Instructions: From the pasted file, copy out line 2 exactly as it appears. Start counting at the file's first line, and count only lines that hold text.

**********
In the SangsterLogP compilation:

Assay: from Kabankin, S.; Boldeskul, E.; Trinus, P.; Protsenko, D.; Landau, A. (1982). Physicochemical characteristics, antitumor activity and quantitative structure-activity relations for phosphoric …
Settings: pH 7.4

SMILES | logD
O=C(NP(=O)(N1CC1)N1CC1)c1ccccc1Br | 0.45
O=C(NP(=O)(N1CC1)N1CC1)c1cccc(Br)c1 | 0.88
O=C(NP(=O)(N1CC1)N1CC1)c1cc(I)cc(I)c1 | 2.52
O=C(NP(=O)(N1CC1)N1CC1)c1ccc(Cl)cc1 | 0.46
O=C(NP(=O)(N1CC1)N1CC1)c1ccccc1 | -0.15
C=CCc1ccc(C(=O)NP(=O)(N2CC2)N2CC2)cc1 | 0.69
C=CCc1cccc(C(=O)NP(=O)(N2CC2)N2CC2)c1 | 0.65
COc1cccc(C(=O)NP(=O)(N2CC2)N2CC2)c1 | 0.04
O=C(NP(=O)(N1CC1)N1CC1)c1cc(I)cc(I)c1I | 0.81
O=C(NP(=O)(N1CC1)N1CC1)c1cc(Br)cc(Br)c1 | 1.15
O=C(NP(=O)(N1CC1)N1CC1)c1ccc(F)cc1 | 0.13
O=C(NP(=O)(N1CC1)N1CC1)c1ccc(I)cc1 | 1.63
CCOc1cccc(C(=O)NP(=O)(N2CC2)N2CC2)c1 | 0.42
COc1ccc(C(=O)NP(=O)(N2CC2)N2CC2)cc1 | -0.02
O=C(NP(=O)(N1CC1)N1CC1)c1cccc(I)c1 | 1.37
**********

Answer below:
Assay: from Kabankin, S.; Boldeskul, E.; Trinus, P.; Protsenko, D.; Landau, A. (1982). Physicochemical characteristics, antitumor activity and quantitative structure-activity relations for phosphoric …